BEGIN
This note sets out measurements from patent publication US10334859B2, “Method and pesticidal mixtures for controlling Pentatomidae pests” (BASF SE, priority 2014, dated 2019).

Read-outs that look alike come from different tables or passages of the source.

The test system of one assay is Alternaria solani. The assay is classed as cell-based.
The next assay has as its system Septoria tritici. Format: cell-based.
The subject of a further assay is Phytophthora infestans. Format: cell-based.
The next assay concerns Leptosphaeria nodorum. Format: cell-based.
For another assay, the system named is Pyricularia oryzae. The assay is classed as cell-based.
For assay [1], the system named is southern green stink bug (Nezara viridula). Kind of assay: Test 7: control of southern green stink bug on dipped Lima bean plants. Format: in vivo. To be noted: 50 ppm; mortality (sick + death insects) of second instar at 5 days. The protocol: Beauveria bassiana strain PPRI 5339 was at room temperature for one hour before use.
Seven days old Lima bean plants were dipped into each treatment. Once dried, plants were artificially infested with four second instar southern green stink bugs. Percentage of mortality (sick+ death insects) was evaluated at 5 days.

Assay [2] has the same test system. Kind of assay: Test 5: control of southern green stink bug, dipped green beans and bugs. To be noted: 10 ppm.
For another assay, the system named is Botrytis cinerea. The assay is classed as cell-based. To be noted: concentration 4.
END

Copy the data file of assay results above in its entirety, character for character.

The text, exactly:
This note sets out measurements from patent publication US10334859B2, “Method and pesticidal mixtures for controlling Pentatomidae pests” (BASF SE, priority 2014, dated 2019).

Read-outs that look alike come from different tables or passages of the source.

The test system of one assay is Alternaria solani. The assay is classed as cell-based.
The next assay has as its system Septoria tritici. Format: cell-based.
The subject of a further assay is Phytophthora infestans. Format: cell-based.
The next assay concerns Leptosphaeria nodorum. Format: cell-based.
For another assay, the system named is Pyricularia oryzae. The assay is classed as cell-based.
For assay [1], the system named is southern green stink bug (Nezara viridula). Kind of assay: Test 7: control of southern green stink bug on dipped Lima bean plants. Format: in vivo. To be noted: 50 ppm; mortality (sick + death insects) of second instar at 5 days. The protocol: Beauveria bassiana strain PPRI 5339 was at room temperature for one hour before use.
Seven days old Lima bean plants were dipped into each treatment. Once dried, plants were artificially infested with four second instar southern green stink bugs. Percentage of mortality (sick+ death insects) was evaluated at 5 days.

Assay [2] has the same test system. Kind of assay: Test 5: control of southern green stink bug, dipped green beans and bugs. To be noted: 10 ppm.
For another assay, the system named is Botrytis cinerea. The assay is classed as cell-based. To be noted: concentration 4.